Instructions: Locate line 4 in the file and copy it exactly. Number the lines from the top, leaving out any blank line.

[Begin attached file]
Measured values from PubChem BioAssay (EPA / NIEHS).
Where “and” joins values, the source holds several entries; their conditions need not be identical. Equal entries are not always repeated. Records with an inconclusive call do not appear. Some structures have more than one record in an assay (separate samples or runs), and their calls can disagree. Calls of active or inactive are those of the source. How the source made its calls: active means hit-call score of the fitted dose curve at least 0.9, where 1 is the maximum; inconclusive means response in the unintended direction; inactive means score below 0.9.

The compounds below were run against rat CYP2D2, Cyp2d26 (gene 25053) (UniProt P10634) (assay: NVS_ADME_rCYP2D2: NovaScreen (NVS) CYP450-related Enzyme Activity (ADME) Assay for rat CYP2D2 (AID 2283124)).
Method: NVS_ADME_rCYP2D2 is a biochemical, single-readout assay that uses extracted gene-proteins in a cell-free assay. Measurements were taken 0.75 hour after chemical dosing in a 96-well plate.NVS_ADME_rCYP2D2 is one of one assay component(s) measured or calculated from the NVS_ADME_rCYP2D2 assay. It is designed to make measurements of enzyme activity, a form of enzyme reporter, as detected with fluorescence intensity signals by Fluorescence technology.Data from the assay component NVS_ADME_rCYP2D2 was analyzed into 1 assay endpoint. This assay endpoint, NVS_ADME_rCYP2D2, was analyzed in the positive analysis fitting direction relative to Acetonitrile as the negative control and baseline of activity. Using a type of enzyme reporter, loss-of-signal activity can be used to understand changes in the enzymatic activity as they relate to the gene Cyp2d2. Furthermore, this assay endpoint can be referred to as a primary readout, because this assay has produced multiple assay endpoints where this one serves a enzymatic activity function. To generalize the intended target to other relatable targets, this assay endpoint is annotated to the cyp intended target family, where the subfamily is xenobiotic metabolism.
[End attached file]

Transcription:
Method: NVS_ADME_rCYP2D2 is a biochemical, single-readout assay that uses extracted gene-proteins in a cell-free assay. Measurements were taken 0.75 hour after chemical dosing in a 96-well plate.NVS_ADME_rCYP2D2 is one of one assay component(s) measured or calculated from the NVS_ADME_rCYP2D2 assay. It is designed to make measurements of enzyme activity, a form of enzyme reporter, as detected with fluorescence intensity signals by Fluorescence technology.Data from the assay component NVS_ADME_rCYP2D2 was analyzed into 1 assay endpoint. This assay endpoint, NVS_ADME_rCYP2D2, was analyzed in the positive analysis fitting direction relative to Acetonitrile as the negative control and baseline of activity. Using a type of enzyme reporter, loss-of-signal activity can be used to understand changes in the enzymatic activity as they relate to the gene Cyp2d2. Furthermore, this assay endpoint can be referred to as a primary readout, because this assay has produced multiple assay endpoints where this one serves a enzymatic activity function. To generalize the intended target to other relatable targets, this assay endpoint is annotated to the cyp intended target family, where the subfamily is xenobiotic metabolism.